This series was made possible thanks to a Bourse Nord-Sud grant attributed by the Fédération professionnelle des journalistes du Québec and financed by the Canadian International Development Agency.
At the beginning of November, Barrick Gold’s CEO, Jamie Sokalsky, announced yet another jump in the estimated capital costs of the Pascua-Lama mine, from less than $1 billion in 1997, to $3 billion in 2009, to $8 billion in July, to $8.5 billion last month – with “first gold” extracted from the Andean mine closer to the end of 2014 than to the beginning.
But, Sokalsky assured shareholders once again, Pascua-Lama is the company’s “top priority.”
There are, however, a number of obstacles remaining on the bumpy road to Pascua-Lama, to the delight of some and the dismay of others, from legal wrangling in Chile over the deeds to the vast, frigid territory, to a Supreme Court of Argentina decision over whether any mining can take place there at all, given the presence of glaciers so close to the mine pit.
Capital costs, which may yet rise again when the company releases its year-end results in February might be the least of Barrick’s worries.
Lucio Cuenca, the director of the Latin American Observatory of Environmental Conflicts (OLCA), a non-governmental organization, has been following the ups and downs of Pascua-Lama, in the courts and in Barrick’s boardroom, for the last decade.
“How can there be such a huge miscalculation of costs by one of the top mining companies in the world?” Cuenca asked from his office in central Santiago. “Either they are lying, or they stand to make so much money they don’t really care how much they have to invest.”
Rod Jimenez, Barrick’s vice-president of corporate affairs in South America, said the cost overruns and delays were due to Barrick’s trying to build the mine “in-house” between two countries at high altitude and under incredibly inhospitable conditions.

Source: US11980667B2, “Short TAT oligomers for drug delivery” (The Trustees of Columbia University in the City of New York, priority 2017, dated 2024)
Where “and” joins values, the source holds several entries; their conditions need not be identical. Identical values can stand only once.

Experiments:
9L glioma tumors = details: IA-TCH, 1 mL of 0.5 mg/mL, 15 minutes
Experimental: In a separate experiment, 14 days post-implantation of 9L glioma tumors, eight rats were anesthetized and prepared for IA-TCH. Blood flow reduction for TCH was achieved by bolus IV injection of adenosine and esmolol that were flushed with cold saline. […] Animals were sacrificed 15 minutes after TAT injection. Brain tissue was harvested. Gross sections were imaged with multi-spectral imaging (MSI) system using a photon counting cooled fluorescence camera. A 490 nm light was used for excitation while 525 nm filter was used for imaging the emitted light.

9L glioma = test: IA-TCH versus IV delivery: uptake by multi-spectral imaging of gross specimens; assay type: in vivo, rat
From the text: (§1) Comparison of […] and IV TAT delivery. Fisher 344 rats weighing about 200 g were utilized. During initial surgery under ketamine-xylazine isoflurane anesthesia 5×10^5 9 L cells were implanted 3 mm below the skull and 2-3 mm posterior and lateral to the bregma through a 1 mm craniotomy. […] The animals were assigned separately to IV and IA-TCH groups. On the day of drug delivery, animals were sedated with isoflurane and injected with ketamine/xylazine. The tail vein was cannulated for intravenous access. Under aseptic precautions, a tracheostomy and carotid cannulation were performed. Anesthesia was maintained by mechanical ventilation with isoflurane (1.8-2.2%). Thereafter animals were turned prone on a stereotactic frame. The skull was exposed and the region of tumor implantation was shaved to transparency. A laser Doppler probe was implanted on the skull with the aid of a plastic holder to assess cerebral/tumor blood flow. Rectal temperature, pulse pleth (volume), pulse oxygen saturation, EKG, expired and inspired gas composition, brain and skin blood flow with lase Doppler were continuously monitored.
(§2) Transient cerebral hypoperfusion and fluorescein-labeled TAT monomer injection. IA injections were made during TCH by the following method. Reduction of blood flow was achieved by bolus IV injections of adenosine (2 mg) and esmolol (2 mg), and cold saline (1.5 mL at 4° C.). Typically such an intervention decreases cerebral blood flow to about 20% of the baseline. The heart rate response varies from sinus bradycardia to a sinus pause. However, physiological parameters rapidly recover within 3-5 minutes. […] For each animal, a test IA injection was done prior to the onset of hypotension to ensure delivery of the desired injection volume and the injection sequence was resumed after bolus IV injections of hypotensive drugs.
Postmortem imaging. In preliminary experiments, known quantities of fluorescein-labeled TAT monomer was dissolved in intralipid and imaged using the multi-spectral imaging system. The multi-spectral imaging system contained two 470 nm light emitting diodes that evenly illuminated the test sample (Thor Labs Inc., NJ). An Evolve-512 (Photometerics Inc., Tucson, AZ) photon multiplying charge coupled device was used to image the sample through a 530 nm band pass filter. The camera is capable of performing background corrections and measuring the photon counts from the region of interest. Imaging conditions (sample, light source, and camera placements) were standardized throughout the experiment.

“We underestimated the complexity of the engineering involved and the enormous amount of work,” Jimenez said.
In July, the company fired CEO Aaron Regent, and announced it would be hiring Fluor, the engineering firm which built its controversial Pueblo Viejo mine in the Dominican Republic, to take over the construction of Pascua-Lama.
Sokalsky, the new CEO, mentioned “external factors” also contributing to the soaring costs. Perhaps he was referring to the countless protests blocking access roads to Pascua-Lama that have held up construction crews, legal fees to represent Barrick in a number of ongoing court cases, or the consultants and academics it hired to prepare, as Jimenez put it, “thousands of pages” on the environmental impact of the project.
All of these costs are negligible, however, compared to what Pascua-Lama will bring once it is up and running, thanks to the incredibly low cost of producing gold at the mine, and the precious metal’s high price on the market.
In fact Pascua-Lama will be one of the world’s lowest-cost mines, because the sale of silver extracted as a by-product – about 665 million ounces – is expected to more than cover the cost of processing the gold. Barrick estimates that it will cost $25 to $50 to produce an ounce of gold, which closed at $1,697 on Friday. Compare that with the cost of producing an ounce of gold at Barrick’s only mine in Canada, at Hemlo near Thunder Bay, Ont. In 2011, Hemlo produced 227,000 ounces of gold at $774 per ounce.
With a suitable compensation package, Barrick might be able to settle out of court with some of the various parties contesting the project, if Barrick’s lawyers don’t prevail.
For the rest of this article, please go to the Montreal Gazette website: http://www.montrealgazette.com/technology/Glaciers+protests+court+cases+slow+Barrick+Pascua+Lama/7703080/story.html